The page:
Two thirds of Australians reject GMs

26 July 2000

Two thirds of Australians reject GMs

by Boyd Champness

Australians are deeply concerned about the safety of genetically modified food, with most saying they wouldnt eat it and an overwhelming majority in favor of compulsory labelling, an AC Nielsen AgePoll has found.

Ninety-three percent of respondents to the poll, conducted on behalf of The Age newspaper, said they wanted GM foods labelled, and 65% said they would not want it on their plates.

The poll should come as a warning to the food, agriculture and biotechnology sectors, elements of which have been pushing to introduce GM products on to Australian supermarket shelves.

The findings of the poll are consistent with surveys done by the body responsible for labelling, the Australian and New Zealand Food Authority.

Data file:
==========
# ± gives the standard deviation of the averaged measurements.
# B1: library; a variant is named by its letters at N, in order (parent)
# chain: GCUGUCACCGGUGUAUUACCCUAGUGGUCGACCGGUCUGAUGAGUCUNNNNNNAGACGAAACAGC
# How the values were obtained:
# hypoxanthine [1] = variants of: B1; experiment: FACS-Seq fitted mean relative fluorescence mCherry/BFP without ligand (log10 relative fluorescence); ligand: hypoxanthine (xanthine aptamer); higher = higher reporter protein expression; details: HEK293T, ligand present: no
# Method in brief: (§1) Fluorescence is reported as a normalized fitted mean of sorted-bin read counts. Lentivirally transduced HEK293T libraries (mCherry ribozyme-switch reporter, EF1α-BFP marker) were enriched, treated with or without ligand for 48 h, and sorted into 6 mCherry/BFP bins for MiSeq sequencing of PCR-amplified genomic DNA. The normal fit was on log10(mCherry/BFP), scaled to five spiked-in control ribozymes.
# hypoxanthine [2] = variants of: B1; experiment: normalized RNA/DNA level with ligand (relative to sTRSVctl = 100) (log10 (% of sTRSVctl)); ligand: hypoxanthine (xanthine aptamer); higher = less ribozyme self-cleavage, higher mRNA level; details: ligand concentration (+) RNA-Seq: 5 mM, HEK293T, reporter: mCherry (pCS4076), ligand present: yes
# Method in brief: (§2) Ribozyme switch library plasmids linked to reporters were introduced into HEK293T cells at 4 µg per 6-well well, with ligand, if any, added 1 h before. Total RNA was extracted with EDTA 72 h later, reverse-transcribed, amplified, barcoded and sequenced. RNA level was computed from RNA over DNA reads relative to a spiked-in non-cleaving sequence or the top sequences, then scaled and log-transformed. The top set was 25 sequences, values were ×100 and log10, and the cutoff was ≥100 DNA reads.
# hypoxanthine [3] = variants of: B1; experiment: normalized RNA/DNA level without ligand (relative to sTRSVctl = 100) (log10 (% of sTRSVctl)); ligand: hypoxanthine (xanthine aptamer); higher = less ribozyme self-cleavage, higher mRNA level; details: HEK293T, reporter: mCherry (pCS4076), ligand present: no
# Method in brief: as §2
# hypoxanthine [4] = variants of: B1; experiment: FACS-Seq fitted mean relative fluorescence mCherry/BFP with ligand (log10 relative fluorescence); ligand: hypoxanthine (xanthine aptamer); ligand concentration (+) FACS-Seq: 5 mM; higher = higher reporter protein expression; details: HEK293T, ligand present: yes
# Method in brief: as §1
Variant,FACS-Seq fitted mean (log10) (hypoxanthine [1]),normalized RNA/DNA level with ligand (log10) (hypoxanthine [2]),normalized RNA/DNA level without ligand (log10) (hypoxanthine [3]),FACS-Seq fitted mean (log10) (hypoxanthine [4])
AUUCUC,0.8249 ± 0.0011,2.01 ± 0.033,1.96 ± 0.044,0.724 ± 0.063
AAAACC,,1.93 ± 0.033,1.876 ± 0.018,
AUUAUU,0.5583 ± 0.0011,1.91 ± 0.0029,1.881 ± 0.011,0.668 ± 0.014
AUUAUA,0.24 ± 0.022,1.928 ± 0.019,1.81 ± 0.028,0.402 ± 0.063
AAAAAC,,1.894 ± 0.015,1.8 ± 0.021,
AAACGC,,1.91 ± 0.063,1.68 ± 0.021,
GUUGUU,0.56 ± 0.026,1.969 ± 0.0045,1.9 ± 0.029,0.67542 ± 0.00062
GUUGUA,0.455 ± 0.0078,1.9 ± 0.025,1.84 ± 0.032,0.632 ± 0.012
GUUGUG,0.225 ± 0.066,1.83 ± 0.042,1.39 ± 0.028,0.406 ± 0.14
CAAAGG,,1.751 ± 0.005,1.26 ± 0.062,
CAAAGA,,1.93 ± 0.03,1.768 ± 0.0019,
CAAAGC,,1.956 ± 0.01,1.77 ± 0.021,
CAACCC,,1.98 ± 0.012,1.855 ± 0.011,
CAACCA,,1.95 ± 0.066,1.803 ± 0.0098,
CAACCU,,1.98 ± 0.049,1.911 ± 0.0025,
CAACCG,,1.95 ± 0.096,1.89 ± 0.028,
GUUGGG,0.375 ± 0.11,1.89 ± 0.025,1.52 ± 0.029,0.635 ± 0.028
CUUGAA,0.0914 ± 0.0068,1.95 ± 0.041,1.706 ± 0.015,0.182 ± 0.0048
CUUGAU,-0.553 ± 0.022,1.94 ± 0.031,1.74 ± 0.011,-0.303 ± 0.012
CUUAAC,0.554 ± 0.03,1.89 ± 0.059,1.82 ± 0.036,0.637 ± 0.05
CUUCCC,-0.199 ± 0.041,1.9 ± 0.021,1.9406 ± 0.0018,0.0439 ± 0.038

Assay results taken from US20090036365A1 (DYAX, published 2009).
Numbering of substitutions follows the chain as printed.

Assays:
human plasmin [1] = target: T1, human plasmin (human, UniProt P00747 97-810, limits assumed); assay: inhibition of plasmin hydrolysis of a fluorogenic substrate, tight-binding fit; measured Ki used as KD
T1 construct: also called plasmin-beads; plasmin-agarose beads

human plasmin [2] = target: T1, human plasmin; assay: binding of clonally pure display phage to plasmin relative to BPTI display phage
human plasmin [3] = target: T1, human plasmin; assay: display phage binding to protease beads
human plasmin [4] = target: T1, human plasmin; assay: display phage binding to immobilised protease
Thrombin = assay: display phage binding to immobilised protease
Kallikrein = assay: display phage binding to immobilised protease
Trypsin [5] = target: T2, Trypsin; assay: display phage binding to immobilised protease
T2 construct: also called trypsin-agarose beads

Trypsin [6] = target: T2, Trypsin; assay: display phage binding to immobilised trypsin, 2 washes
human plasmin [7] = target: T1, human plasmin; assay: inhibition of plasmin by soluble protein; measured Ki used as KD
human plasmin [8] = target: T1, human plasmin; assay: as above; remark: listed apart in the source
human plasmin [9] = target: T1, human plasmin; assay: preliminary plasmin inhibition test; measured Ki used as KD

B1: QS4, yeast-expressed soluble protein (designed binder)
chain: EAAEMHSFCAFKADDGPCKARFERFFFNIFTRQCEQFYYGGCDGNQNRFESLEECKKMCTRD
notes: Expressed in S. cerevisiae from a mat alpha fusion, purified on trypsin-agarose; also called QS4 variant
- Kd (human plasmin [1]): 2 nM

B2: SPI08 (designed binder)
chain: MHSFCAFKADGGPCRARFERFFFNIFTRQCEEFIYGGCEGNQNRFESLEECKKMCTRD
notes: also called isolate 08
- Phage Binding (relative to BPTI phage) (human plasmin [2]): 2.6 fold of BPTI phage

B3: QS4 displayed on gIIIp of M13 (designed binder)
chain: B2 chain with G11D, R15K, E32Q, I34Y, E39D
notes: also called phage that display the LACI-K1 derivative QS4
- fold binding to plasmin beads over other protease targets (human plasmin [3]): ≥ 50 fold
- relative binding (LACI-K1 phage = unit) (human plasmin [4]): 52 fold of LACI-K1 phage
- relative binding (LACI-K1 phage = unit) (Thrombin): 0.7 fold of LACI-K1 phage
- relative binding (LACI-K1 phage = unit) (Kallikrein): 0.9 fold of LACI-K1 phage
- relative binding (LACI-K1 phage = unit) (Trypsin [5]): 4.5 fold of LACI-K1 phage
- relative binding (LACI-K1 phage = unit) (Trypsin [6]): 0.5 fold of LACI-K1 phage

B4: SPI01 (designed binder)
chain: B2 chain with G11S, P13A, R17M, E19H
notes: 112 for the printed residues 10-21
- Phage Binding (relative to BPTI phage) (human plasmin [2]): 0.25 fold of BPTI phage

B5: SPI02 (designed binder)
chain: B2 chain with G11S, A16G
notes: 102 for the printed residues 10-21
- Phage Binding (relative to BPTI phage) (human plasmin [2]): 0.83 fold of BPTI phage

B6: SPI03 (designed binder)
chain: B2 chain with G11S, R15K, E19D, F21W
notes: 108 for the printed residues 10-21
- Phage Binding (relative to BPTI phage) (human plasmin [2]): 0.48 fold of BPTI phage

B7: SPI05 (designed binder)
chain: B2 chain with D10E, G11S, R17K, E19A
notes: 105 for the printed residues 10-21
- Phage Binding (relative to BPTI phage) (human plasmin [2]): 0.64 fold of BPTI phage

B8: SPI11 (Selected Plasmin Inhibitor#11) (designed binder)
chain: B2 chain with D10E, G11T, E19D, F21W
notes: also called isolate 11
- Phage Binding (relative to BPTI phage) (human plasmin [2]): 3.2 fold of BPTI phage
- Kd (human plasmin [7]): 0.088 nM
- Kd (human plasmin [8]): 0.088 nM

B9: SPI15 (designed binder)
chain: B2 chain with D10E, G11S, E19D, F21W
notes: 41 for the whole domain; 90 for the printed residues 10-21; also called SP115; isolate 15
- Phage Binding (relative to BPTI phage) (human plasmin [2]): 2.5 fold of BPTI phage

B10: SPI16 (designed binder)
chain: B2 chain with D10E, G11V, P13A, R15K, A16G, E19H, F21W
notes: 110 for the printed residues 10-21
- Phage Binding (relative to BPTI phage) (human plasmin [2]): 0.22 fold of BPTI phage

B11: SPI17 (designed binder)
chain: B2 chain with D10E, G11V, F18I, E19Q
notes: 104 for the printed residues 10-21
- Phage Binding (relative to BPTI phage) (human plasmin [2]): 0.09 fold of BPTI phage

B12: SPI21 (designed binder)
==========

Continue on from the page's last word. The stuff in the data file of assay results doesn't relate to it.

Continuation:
The authoritys governing body, the council of federal, state and New Zealand Health Ministers, meets next week to discuss the contentious issue of labelling.

The authority has the arduous task of determining what level of GM material a food must contain before it comes under labelling requirements.

Prime Minister John Howard was attacked by green movements earlier in the year when he wrote to health ministers recommending that the threshold be set at 1%, but GM opponents argue a food product should only be considered non-GM if it contains zero material.

GeneEthic Network director Bob Phelps told The Age newspaper that under Mr Howards 1% threshold, only one of the genetically modified foods now on sale in Australia would need to be labelled.

And under their proposals, things like oils and sugars would not be labelled even if they had a much higher GM component because they argue DNA is broken down by the processing and they do not need to be labelled.

See more